This week, I attended the pre-launch event for Smart Works – a national charity that operates in cities such as London, Edinburgh, Manchester and, in the next six weeks, here in Newcastle.
The charity provides interview clothes, styling advice and interview training to women in need; equipping them with the confidence and skills to help them to succeed at that all-important interview. A moment that could transform their life.
Hosted at Trinity House on Newcastle Quayside on Wednesday, the drinks reception and networking event was an opportunity for guests from the local business community to find out more about Smart Works. And it was inspiring.
As someone who has been through three redundancies – one of which left me unemployed for five months – I felt like I could relate to some of the sentiments shared in the charity’s promotional film, which was played on the night.
Consider this: when you meet someone new, chances are, they’ll ask the question, ‘what do you do?’. It’s even one of the key pieces of information that pulls through onto dating app profiles these days.
Your job, to an extent, defines who you are. And without one, it was as though I had lost my personal identity and a piece of my self worth had gone into freefall. I woke up every morning with no real purpose besides the relentless process of applying for jobs.
It didn’t take long for me to become withdrawn too; avoiding social situations as I couldn’t bear talking about my never ending job hunt and hearing those well intended ‘something will turn up soon’ comments, all fading into white noise inside my head. Crucially, however, I had very little money to enable me to even leave the house. I felt trapped and cut off from society.
At first, I was optimistic as there was a flurry of jobs to apply for. But soon the rejections tumbled in or worse still, there were no acknowledgements of my applications at all. And the more I was rejected, the more I doubted myself; my skills, my abilities, my experience, even my personality.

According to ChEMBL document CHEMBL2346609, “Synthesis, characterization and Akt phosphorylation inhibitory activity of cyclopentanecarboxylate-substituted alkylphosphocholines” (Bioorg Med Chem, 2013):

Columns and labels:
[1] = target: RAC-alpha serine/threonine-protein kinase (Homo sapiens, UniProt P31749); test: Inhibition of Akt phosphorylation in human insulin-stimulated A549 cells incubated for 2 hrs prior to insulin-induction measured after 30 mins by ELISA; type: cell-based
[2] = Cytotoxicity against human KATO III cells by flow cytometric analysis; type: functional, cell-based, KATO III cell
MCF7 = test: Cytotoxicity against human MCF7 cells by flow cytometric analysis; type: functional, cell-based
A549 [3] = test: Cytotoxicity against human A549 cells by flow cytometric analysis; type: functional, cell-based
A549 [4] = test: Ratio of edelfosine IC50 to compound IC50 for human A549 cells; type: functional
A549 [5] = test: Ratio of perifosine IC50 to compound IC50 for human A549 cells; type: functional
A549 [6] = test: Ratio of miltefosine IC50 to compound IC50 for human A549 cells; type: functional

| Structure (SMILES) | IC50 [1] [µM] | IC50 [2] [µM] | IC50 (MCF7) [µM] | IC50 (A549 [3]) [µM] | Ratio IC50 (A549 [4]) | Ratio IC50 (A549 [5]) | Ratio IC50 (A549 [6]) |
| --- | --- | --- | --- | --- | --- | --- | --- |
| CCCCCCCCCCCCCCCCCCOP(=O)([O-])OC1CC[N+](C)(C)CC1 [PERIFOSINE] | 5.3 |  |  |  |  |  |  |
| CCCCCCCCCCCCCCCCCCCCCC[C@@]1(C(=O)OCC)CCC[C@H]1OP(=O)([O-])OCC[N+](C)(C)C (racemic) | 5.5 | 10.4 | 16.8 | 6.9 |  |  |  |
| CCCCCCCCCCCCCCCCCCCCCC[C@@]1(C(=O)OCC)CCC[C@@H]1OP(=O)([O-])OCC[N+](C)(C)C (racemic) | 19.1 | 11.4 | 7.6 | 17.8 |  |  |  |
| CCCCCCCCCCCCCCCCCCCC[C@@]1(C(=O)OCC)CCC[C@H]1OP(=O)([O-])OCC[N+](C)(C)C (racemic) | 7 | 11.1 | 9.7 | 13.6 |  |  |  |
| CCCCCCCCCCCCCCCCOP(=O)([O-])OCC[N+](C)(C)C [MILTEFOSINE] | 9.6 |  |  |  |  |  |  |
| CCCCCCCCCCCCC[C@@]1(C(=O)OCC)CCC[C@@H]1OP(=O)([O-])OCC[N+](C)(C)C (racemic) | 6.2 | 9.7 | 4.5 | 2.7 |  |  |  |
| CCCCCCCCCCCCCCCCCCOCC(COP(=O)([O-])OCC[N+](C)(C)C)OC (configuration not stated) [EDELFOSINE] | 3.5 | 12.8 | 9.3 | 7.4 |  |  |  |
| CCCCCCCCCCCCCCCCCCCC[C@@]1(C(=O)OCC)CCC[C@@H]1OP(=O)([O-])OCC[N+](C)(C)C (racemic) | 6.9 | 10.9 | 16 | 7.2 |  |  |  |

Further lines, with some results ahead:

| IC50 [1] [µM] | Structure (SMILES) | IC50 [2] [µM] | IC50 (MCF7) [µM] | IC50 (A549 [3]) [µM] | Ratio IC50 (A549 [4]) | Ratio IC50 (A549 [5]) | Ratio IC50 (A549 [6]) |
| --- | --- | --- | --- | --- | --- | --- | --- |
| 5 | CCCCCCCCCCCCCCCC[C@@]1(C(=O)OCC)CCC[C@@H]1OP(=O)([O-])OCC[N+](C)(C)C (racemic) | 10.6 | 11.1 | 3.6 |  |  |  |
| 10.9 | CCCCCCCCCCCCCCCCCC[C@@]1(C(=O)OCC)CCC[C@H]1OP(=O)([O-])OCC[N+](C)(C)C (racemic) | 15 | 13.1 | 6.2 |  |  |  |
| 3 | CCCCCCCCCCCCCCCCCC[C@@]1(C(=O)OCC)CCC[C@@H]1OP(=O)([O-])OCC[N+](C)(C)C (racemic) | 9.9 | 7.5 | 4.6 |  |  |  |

Despite all of my disheartening, confidence crushing emotions – one thing I never had to contend with was the stress of having nothing suitable to wear to a job interview. This might appear like a frivolous and insignificant thing to talk about in reference to this kind of situation but, in reality, it’s actually very important. Research conducted by recruitment site Monster, for example, revealed that 62 per cent of employers said that a candidate’s dress sense impacts their employability.
Needless to say, first impressions count. And when you feel good about how you look, you behave differently in terms of your body language and how you talk and engage with others. Wearing a smart, stylish and flattering ensemble can do wonders for your confidence and, ultimately, how you perform in a job interview.
That’s where Smart Works plays such a pivotal, life changing role, helping to coach women and re-ignite their self-confidence as they step in front of the mirror, interview-ready – inside and out. And it’s encouraging to hear that one in two of its clients go on to succeed at interview.
How to get involved
You don’t need first-hand experience of unemployment though to get involved with Smart Works.
Hands up if you have items in your wardrobe that you no longer wear or that don’t quite conform with your current workplace’s dress code? You can do the very simple act of donating these unwanted work clothes and shoes.
Alternatively, you can run a clothing drive, host an event, fundraise or even volunteer your time. So if you see yourself as a style guru, a super organised sorter of the fashion cupboard, or an interview coach – there are lots of ways to devote your time to this wonderful cause and really make a difference to the lives of women here in our city.
I’m hoping to volunteer my time which is something, personally, I think we should all try to do within our different communities wherever we can – so look out for updates in the coming months!
If this sounds like something you’d like to get involved with, you can find out more about Smart Works at: smartworks.org.uk
Until next time